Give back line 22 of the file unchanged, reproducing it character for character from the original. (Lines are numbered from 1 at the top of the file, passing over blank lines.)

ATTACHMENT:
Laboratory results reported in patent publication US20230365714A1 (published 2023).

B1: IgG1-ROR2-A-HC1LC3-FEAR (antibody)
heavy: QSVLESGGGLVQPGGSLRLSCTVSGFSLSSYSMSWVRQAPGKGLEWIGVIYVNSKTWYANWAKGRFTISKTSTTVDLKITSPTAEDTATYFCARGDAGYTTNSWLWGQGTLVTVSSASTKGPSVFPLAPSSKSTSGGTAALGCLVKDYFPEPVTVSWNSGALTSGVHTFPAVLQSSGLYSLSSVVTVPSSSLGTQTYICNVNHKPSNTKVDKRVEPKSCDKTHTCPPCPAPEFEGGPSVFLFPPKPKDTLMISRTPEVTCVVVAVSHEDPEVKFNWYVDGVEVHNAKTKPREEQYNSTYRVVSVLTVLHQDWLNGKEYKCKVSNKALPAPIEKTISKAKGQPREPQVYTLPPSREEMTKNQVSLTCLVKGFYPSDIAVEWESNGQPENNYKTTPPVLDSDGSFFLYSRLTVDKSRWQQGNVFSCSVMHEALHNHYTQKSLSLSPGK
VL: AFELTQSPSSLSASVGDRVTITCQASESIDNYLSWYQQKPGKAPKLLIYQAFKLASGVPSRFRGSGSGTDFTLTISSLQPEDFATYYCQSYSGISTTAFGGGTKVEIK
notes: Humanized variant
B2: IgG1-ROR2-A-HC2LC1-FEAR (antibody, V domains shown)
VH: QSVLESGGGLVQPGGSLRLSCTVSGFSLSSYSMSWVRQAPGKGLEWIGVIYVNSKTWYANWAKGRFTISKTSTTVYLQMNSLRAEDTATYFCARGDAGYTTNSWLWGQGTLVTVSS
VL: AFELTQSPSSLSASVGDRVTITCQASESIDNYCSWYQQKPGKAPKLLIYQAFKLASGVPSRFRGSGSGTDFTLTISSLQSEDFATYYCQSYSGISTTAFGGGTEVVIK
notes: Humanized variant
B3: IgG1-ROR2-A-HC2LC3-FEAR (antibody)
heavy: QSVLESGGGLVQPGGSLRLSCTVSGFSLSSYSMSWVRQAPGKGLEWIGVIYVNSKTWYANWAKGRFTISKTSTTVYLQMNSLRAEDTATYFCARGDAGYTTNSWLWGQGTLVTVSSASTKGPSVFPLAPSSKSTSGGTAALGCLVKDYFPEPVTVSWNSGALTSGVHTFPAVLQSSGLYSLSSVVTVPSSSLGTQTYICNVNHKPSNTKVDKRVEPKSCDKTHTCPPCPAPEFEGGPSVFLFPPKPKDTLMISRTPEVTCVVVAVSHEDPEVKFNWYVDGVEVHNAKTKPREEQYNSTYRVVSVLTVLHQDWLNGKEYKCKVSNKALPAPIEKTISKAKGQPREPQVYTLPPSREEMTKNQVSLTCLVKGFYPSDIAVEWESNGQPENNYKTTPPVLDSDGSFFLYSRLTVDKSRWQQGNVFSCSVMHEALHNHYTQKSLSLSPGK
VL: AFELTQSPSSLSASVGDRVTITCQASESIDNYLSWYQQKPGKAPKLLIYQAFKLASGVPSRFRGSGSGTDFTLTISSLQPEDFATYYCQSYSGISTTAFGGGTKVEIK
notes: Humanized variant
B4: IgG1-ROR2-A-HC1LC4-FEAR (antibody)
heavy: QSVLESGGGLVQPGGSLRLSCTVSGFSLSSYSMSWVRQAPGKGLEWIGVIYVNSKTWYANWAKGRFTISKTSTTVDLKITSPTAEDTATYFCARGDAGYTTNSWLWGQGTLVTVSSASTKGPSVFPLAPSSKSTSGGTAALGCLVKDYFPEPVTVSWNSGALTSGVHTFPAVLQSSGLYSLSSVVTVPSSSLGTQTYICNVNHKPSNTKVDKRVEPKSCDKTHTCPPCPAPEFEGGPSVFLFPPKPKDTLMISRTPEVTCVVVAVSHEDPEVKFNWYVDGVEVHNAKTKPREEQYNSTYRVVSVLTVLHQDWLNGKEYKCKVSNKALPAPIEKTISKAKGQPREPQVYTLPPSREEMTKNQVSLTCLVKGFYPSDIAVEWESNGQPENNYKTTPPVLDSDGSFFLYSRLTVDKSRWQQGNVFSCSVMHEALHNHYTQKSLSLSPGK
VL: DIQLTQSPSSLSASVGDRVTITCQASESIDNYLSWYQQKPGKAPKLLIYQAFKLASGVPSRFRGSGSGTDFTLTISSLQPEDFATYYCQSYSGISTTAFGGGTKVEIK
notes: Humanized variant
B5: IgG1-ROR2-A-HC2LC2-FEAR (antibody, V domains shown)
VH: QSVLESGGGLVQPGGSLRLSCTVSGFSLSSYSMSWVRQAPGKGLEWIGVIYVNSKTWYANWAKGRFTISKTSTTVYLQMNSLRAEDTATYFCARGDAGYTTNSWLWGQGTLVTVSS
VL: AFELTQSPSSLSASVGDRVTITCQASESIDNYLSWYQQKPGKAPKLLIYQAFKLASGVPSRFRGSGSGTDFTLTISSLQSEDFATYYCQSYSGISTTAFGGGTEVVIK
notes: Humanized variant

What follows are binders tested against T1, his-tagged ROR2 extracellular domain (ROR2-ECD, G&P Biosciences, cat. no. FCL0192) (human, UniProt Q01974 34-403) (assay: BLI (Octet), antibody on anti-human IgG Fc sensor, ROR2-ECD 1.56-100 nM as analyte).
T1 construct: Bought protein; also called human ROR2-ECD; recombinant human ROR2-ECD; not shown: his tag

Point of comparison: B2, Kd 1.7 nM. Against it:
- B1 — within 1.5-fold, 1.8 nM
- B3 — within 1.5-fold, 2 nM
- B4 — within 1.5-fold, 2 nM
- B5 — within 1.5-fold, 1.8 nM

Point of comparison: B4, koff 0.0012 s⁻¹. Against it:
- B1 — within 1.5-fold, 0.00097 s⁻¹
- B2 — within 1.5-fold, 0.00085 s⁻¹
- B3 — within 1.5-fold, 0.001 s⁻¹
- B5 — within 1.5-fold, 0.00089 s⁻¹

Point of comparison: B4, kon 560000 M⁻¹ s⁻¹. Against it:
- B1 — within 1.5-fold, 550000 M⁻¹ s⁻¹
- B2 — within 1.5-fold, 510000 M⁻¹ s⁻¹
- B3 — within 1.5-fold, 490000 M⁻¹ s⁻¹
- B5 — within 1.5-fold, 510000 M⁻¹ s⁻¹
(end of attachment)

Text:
What follows are binders tested against T1, his-tagged ROR2 extracellular domain (ROR2-ECD, G&P Biosciences, cat. no. FCL0192) (human, UniProt Q01974 34-403) (assay: BLI (Octet), antibody on anti-human IgG Fc sensor, ROR2-ECD 1.56-100 nM as analyte).